It hides from the eagle and joins with the dove,
In beautiful green solitude.

In our church I looked up Psalm 9:

Confiteor Tibi

I will give thanks unto thee, O Lord, with my whole heart.


I looked up Psalm 11 in the Anglican Prayer Book:

Ut quid domine

Why standeth thou so far, O Lord, and hidest thy face in the needful time of trouble.

The Changing of the Year


The Feast of the Holy Family

It was nice to persuade my children to go to mass today and hear the readings about the Holy Family. People can complain if they want that the readings are gooey or old-fashioned but they are beautiful and loving and right too.


I was trying to think of a more personal prayer. I thought of this.

May my thoughts be beside you, God Creator, whoever you are, wherever you are, however you are. Who are you? Who am I? You are all that creates and is created. You are all of humanity and all of every life in the universe. You are not just in Heaven. You are here in this room, beside me. You walk in the fields. You are sky and forest and sea: unchanged, mover yet unmoved.


I was late for Mass because they put the time forward but to arrive in time for communion is something. I saw unexpectedly that there was a midnight mass at 11:30. I should have gone. I went instead to the fireworks on the river. A mistake. There is something depressing about tens of thousands of people seeing thousands of pounds of fireworks go up in smoke in ten minutes. A sort of fatuous municipal bread and circuses. But they are beautiful.

WEDNESDAY – New Year’s Day

Mass at the Carmelites was cancelled so I missed it. I listened as always to the New Year’s Day concert from Vienna: it’s not the same in London as it is looking at the winter sun in Lincolnshire. So I rely on my notes for the previous year and Psalm 66 still resonates.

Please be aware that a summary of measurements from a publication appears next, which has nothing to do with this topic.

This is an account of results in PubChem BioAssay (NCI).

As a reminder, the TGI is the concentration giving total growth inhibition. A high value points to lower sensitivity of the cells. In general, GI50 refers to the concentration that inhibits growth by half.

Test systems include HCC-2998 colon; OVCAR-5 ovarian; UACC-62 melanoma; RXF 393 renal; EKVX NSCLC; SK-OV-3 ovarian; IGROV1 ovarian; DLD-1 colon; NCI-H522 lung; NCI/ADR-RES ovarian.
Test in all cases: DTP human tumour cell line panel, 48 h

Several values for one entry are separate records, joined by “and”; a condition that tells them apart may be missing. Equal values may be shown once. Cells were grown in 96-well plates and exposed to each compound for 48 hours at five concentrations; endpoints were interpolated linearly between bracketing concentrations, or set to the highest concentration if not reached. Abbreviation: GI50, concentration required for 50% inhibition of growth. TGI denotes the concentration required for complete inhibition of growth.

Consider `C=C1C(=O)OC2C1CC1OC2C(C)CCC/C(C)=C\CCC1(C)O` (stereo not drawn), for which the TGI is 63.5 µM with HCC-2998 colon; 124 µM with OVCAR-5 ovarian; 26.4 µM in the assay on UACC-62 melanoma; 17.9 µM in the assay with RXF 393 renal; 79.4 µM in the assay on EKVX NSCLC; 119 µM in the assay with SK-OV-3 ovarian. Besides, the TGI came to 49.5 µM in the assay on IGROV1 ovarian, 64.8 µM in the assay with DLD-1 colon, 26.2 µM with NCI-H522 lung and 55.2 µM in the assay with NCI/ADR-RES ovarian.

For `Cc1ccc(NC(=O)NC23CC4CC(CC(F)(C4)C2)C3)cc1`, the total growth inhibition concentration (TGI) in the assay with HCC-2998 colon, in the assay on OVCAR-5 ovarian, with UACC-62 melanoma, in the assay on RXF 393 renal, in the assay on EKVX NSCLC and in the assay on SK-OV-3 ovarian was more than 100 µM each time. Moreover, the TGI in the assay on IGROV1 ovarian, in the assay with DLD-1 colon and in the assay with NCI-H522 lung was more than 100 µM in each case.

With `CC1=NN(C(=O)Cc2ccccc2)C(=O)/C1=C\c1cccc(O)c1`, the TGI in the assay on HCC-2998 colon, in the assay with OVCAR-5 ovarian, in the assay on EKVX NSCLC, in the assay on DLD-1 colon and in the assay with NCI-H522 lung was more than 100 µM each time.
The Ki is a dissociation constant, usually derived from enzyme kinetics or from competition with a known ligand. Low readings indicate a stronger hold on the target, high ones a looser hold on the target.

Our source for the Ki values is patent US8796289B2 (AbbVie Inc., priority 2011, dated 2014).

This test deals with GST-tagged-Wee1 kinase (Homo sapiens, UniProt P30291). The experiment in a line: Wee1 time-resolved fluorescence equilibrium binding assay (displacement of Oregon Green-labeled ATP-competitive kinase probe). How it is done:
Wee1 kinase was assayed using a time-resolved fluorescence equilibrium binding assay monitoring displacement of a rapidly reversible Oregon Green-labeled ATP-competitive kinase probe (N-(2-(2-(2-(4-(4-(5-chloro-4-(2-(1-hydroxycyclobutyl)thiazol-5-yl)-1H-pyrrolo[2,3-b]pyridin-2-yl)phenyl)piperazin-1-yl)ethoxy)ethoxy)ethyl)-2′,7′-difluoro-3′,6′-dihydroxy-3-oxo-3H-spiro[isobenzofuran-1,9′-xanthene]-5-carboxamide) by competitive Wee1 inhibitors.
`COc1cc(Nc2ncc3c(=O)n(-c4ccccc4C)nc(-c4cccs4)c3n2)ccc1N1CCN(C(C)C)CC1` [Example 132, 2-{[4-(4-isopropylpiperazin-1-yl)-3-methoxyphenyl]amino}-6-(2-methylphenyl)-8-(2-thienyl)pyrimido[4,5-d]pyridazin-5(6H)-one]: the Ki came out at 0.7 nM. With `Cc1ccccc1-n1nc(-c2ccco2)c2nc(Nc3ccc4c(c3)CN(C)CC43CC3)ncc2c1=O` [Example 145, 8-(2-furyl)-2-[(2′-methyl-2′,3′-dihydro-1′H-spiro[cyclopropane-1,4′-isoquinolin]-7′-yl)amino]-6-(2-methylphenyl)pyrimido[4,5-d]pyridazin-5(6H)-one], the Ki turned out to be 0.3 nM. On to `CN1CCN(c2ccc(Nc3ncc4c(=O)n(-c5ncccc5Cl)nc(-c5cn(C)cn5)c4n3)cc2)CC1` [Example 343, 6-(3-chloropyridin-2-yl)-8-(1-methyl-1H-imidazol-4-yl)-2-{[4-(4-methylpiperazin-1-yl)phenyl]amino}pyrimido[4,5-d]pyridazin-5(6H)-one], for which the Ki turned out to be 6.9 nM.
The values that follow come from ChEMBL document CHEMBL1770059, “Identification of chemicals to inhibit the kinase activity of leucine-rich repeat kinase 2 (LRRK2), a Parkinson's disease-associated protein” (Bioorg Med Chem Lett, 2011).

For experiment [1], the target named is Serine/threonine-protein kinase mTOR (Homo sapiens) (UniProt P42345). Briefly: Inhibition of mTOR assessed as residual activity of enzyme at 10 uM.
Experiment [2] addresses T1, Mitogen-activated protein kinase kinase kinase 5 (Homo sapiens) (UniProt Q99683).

Feast of Sts Basil and Gregory

I was listening to the sermon about how these gentlemen fought the Arian heresy. I suspect I have been prone to Arianism. Perhaps I still am. I am attracted to a vague Godness in the universe. I wonder how a man who walked in Palestine could have made all this. But curiously as I listened to the sermon about how we should reject this very unworldliness and accept God’s willingness to share this world with us I saw the logic of Christ’s divinity too.


A watery day. We went to the film ‘All is Lost’ with Robert Redford.

No word is spoken for one hundred and eighty minutes. An epic of survival as everything goes wrong. What I like about the film is that Redford is old, the yacht is old. He lives for the present and never til the end despairs and is given survival from death in the end.


We went to the Pearl exhibition in the V&A. Pearls are mass produced by the hundreds of thousands now but up to the 1910s were only caught naturally in the sea. A pearl diver had to open on average 2,000 oysters for every pearl he found.

And on they fished, on they were brought up, they prayed.

We went to a talk by Jean Vanier, founder of l’Arche communities for the disabled. He is 85 now, still a truly inspiring teacher. He tells the tale of Pauline, multiply disabled, and Eric, blind and deaf. Their anger comes from not having been loved and having been humiliated. Anger comes from humiliation, in being disregarded. He was asked, Jean, if he meets politicians. No, he doesn’t debate he says, he just listens. He says we must put conformity to conscience above all things. Go where your conscience decrees: him to join the navy as a youth and then out of no resources to create the first l’Arche house.